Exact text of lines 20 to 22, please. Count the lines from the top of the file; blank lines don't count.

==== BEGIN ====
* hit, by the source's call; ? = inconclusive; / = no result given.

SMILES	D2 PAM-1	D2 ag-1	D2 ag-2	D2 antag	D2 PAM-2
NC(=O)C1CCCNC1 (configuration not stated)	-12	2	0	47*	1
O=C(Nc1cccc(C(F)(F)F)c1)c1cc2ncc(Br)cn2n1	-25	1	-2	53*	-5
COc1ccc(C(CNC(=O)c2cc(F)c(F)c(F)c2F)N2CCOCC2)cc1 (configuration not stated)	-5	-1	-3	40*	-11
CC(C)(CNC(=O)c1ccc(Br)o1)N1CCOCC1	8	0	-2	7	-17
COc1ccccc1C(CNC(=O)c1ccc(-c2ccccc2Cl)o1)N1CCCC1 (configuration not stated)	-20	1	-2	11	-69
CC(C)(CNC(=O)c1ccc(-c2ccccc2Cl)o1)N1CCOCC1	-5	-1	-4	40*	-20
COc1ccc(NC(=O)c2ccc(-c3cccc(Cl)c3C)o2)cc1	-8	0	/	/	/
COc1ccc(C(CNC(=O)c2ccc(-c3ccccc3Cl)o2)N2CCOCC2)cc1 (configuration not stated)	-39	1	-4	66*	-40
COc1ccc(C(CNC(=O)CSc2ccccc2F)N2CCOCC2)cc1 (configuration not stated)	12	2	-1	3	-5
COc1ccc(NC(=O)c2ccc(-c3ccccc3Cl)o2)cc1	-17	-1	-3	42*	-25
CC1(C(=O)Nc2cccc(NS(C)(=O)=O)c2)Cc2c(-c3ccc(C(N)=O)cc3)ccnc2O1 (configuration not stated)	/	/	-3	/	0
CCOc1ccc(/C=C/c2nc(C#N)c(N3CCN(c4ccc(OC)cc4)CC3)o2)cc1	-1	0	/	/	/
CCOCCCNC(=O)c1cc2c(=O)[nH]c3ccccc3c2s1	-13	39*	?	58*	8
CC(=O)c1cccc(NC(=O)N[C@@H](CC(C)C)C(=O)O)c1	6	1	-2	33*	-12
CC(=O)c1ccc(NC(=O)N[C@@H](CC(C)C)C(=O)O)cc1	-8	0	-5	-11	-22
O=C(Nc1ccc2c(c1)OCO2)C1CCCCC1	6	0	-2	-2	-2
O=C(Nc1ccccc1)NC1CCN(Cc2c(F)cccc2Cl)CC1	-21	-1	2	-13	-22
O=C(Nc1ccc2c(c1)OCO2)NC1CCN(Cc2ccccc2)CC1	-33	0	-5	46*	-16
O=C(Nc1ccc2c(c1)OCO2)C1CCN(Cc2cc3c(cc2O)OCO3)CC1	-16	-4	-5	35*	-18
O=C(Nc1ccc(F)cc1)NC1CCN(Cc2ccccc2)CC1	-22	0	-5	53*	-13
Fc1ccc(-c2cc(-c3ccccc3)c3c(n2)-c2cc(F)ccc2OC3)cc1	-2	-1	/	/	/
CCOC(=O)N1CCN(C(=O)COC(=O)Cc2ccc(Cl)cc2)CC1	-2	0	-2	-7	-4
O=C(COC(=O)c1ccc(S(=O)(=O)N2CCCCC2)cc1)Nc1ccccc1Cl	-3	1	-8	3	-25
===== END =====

O=C(Nc1ccc2c(c1)OCO2)NC1CCN(Cc2ccccc2)CC1	-33	0	-5	46*	-16
O=C(Nc1ccc2c(c1)OCO2)C1CCN(Cc2cc3c(cc2O)OCO3)CC1	-16	-4	-5	35*	-18
O=C(Nc1ccc(F)cc1)NC1CCN(Cc2ccccc2)CC1	-22	0	-5	53*	-13